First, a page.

Ex officio prosecution of intellectual property crimes
On April 2010, the House of Deputies passed an amendment bill in order to reform both the Federal Criminal Code and the Industrial Property Law in order to establish the ex officio prosecution of some criminal offenses against intellectual property rights. This bill is the result of a lengthy parliamentary procedure which started in April 2008 at that House with a swift vote. In April 2009, the Senate passed the project with minor modifications, and finally the bill was definitely passed by the House.
The amendment to the Industrial Property Law consists of an additional sentence to article 223 bis.
Article 223 Bis. Shall be imposed for two to six years in prison and a fine from one hundred to ten thousand days of the general minimum wage in the Federal District, to those who sell to any end user in the streets or in public places, in a malicious way and with the intent of commercial speculation, items bearing counterfeit trademarks protected by this Act. If the sale takes place in commercial establishments, or in an organized or permanent manner, they are subject to the provisions of sections 223 and 224 of this law. This crime will be prosecuted ex officio.
We must warn that only the sale in streets or public places of items bearing counterfeit trademarks will be prosecuted ex officio. The article also states that the seller has to sell those items on a commercial scale and with ill intent. Trademark counterfeiting per se will not be prosecuted ex officio.
Regarding the Federal Criminal Code the scope of the amendments is far reaching. The new article 429 will be as followse:
Article 429. The offenses set forth in this title shall be pursued ex officio, except as provided in Article 424, section II and 427.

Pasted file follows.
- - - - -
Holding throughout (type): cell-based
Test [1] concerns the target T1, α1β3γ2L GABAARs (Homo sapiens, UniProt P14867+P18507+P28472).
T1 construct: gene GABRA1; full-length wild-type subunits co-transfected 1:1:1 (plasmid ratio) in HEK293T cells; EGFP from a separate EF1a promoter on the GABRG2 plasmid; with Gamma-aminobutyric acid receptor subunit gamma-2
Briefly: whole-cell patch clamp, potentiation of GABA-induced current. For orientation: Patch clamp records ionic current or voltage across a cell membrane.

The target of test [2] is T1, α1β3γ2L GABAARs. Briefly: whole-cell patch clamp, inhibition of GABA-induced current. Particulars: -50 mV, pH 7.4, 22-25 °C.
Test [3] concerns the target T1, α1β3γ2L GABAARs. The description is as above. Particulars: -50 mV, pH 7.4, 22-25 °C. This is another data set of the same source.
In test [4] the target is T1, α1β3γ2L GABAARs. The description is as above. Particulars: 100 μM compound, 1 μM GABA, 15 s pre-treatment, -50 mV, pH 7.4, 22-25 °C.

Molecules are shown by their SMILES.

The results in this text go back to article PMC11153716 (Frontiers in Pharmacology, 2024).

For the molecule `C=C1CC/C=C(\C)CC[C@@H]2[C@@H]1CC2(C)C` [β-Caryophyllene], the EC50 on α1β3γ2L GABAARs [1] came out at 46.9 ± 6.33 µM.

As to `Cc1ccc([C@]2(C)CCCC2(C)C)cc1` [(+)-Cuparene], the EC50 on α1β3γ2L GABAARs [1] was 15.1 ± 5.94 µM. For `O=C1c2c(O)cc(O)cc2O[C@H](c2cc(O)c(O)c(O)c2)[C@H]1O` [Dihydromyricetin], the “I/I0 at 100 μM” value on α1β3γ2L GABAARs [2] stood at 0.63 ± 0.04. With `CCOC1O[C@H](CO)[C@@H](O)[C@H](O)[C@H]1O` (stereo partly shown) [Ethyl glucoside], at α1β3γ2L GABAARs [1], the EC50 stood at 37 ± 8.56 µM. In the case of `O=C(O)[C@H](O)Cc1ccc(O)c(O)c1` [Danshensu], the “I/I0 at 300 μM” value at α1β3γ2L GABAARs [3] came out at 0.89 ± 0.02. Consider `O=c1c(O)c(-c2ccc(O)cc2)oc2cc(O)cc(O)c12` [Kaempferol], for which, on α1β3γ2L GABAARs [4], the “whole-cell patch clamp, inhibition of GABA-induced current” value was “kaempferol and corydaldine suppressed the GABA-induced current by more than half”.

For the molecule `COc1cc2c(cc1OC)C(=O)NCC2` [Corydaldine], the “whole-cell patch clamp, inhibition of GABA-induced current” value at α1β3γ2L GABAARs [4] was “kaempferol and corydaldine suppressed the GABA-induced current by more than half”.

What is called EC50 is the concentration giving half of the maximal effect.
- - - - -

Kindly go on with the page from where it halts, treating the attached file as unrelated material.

With this article most of the punishable criminal offenses against intellectual property rights (copyrights) will be prosecuted ex officio. These punishable criminal offenses are:
a) The use with ill intends and on a commercial scale, and without the corresponding authorization, of works protected by the Federal Copyright’s Law.
b) The production, reproduction, introduction to the country, storage, transportation, distribution, sale or lease of works, phonograms, videograms or books, protected by the Federal Copyright’s Law, with ill intent and on a commercial scale and without the given authorization from the copyright holder.
c)The knowingly contribution or furnishing of any form or raw material destined for the production or reproduction of works, phonograms, videograms or books, protected by the Federal Copyright’s Law, with ill intent and on a commercial scale and without the given authorization from the copyright holder.
d)The manufacture of any circumvention device.
e)The malicious sale in public places to final consumers, with the intent of commercial exploitation, of unlawful copies of works, phonograms, videograms or books.
f) The knowingly and unauthorized commercial exploitation of any performance or interpretation.
g)The knowingly publication of a work substituting an author’s name for another.
h) The manufacture, import, sale or lease of any device or system to circumvent an encoded satellite signal, without the authorization of the legitimate distributor. It also includes, any attempt with intent of commercial exploitation to circumvent an encoded satellite signal.
This amendment bill has been published in the Official Gazette of the Federation on June 28th, 2010.